Thomas Minford Wholesale and Retail Grocery and Tea Warehouse, South West Corner of Second and Walnut Streets, Philadelphia
William H. Rease, born in Pennsylvania circa 1818, was the most prolific lithographer of advertising prints in Philadelphia during the 1840s and 1850s. This advertisement shows the premises of Thos. (Thomas) Minford, a southwest view of the three-story storefront and its signage, on the 200 block of Walnut Street. In front of the store, a female patron reaches into a sack, one of several sacks, crates, and canisters displayed near the open doorway. Within the store, a couple stands near rows of shelves. On the second floor, large, open panel ...
Western Paper Hangings Establishment, 501 Market Street, Philadelphia
William H. Rease, born in Pennsylvania circa 1818, was the most prolific lithographer of advertising prints in Philadelphia during the 1840s and 1850s. This advertisement shows the four-story storefront of John Ward’s Western Paper Hangings, covered in signage on the 1300 block of Market Street near the corner of Oak Street. Signs advertise "Paper Hanging Wholesale & Retail" and "Cash Paid for Rags," a reminder that cotton rags from used clothing were the raw material of the best paper. Two male patrons enter the store as a lady departs with ...
William P. Cresson's Foundry, Willow above Thirteenth Street, Philadelphia
William H. Rease, born in Pennsylvania circa 1818, was the most prolific lithographer of advertising prints in Philadelphia during the 1840s and 1850s. This advertisement shows the busy U-shaped iron foundry established circa 1846 at Willow Street (also known as James Street), above North 13th Street. Laborers work within the courtyard, at the entryways, and along the complex. In the courtyard, men work on and near a small raised platform in front of the smokestacks of a building with a steeply pitched roof. Stacks of flatbed crates line a small ...
Philadadelphia & New York Pekin Tea Company, North West Corner of Callowhill and Sixth Streets, Philadelphia
William H. Rease, born in Pennsylvania circa 1818, was the most prolific lithographer of advertising prints in Philadelphia during the 1840s and 1850s. This advertisement shows the Philadelphia store of the Pekin Tea Company heavily adorned with lettering on the 600 block of Callowhill Street. Through the open entrances, clerks are visible standing at counters in front of shelves of boxes of tea. Within the large display windows, Chinese figurines of men and women flank additional merchandise displays. Two patrons pass stacked boxes of tea near the entrances as they ...
General View of Laurel Hill Cemetery
In the 1830s, a group of influential Philadelphians wanted to establish a rural cemetery that would be naturalistic, serene, and in genteel seclusion. They settled on Laurel Hill at 3822 Ridge Avenue, the former estate of merchant Joseph Sims, which had rocky bluffs and spectacular views and was about six kilometers from the city center. The cemetery was built in 1836–39 after the designs of Scottish-born architect and landscape designer John Notman. In the foreground, horse-drawn carriages approach the main gate (visible at left) of the cemetery, which contains ...
P. R. Schuyler, Furnishing Undertaker, Philadelphia. Northeast Corner of Beaver & 4th Streets, Philadelphia. Lots for Sale in Monument Cemetery on Reasonable Terms. Also Single Interments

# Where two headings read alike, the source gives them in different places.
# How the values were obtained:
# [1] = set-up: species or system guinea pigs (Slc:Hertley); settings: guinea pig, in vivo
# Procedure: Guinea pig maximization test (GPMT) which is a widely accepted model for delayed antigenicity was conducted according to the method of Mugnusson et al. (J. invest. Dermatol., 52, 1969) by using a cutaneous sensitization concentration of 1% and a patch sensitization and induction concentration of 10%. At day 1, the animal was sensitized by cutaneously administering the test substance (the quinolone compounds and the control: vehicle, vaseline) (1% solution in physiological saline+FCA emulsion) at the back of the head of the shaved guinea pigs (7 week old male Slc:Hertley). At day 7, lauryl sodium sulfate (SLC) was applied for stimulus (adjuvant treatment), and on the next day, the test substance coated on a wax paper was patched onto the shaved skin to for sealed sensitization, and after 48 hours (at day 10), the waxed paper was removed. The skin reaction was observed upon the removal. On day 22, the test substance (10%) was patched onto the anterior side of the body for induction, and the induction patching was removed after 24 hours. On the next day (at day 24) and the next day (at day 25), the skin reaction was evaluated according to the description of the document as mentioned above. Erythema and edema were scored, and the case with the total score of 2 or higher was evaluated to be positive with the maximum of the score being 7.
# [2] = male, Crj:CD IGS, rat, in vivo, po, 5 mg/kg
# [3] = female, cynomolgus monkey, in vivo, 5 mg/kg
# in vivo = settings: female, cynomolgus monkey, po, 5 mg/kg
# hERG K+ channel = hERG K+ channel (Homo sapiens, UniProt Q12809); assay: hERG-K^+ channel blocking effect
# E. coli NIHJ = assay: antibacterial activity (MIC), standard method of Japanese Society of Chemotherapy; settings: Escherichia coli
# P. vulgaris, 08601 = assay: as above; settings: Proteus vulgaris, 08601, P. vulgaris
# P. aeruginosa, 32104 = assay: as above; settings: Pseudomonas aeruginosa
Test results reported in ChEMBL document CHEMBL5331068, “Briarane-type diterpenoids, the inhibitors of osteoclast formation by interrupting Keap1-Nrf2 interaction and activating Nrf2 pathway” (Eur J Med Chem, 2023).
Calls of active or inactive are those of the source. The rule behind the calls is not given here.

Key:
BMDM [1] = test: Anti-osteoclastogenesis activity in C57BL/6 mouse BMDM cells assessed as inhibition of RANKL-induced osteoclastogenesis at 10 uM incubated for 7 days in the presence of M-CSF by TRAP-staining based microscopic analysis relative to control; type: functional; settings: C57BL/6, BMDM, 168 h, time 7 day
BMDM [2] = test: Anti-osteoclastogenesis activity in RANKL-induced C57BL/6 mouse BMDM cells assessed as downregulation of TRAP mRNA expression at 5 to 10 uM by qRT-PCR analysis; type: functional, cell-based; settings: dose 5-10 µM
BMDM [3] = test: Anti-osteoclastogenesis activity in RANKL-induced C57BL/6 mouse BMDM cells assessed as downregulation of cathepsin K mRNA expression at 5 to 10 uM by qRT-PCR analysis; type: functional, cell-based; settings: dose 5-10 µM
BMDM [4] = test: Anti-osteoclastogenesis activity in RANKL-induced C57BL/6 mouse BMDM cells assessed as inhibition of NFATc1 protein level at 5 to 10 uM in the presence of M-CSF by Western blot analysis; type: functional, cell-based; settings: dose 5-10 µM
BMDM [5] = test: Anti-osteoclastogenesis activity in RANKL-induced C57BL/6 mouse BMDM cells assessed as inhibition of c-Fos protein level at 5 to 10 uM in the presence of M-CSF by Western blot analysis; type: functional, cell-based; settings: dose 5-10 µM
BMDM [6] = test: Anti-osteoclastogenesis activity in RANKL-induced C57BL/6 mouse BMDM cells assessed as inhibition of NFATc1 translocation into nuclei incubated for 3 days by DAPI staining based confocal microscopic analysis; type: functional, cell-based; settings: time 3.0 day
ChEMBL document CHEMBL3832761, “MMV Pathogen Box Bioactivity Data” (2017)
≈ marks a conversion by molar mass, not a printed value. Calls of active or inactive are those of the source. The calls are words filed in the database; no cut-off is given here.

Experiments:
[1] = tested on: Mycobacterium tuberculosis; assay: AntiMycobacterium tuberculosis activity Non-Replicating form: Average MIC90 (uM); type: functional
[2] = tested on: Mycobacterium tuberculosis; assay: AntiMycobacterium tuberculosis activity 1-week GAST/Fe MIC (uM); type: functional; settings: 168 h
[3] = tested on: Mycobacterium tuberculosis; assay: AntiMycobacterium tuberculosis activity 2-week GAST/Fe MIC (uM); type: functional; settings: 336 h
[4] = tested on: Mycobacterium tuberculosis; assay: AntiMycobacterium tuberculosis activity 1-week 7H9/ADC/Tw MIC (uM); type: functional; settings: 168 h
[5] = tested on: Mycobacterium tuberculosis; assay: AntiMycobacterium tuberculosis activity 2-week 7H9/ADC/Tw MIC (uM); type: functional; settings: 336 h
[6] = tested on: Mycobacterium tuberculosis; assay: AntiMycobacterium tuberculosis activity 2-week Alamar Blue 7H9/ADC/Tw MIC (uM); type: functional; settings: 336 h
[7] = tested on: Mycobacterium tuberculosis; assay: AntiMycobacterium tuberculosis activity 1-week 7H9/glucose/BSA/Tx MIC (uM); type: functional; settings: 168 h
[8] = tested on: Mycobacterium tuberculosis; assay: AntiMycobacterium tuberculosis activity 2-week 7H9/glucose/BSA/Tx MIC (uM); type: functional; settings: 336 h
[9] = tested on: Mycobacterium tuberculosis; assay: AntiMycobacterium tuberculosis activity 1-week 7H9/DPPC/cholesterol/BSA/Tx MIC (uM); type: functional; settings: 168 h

William H. Rease, born in Pennsylvania circa 1818, was the most prolific lithographer of advertising prints in Philadelphia during the 1840s and 1850s. This advertisement shows a funeral procession led by an empty hearse passing by the residential business front of undertaker P.R. Schuyler on the northeast corner of Beaver and Fourth Streets. A sign with the name of the proprietor and illustrated with a coffin stands in the arbor adjacent to the building. Trees line the sidewalk on which a lady holding a parasol strolls by. She precedes ...
William W. Clark, Drug and Chemical Warehouse, 16 North Fifth Street, Philadelphia. Drugs, Medicines, Chemicals, Glass, & Et cetera. Paint, Oil, and Glass, English, French, German, & Mediterranean Drugs
William H. Rease, born in Pennsylvania circa 1818, was the most prolific lithographer of advertising prints in Philadelphia during the 1840s and 1850s. This advertisement shows the premises of William Clark, druggist, at 16 North Fifth Street. Signs advertise "Drugs, Paint, Oil, & Glass, English, French, German, & Mediterranean Drugs." Through the open entranceways of the business shelves of bottles on cabinets are visible lining the walls. A clerk reaches for one of the potions as a patron enters the store. Another clerk descends into the cellar in front of the building ...
Harrison Brothers' White Lead Works and Chemical Laboratory, Philadelphia
William H. Rease, born in Pennsylvania circa 1818, was the most prolific lithographer of advertising prints in Philadelphia during the 1840s and 1850s. This advertisement shows a bird's eye view of the chemical works of Harrison Brothers near Fitler and Harrison Streets in Frankford, lower northeast Philadelphia. The signs on the buildings, from left to right, read "Pyro Acid Works," "Sulphuric Acid Works," "Sugar Lead Works," "White Lead Works," "Alum Works," and "Copperas Works." The scene includes laborers pushing wheelbarrows, putting coal in a furnace, and hoisting barrels using ...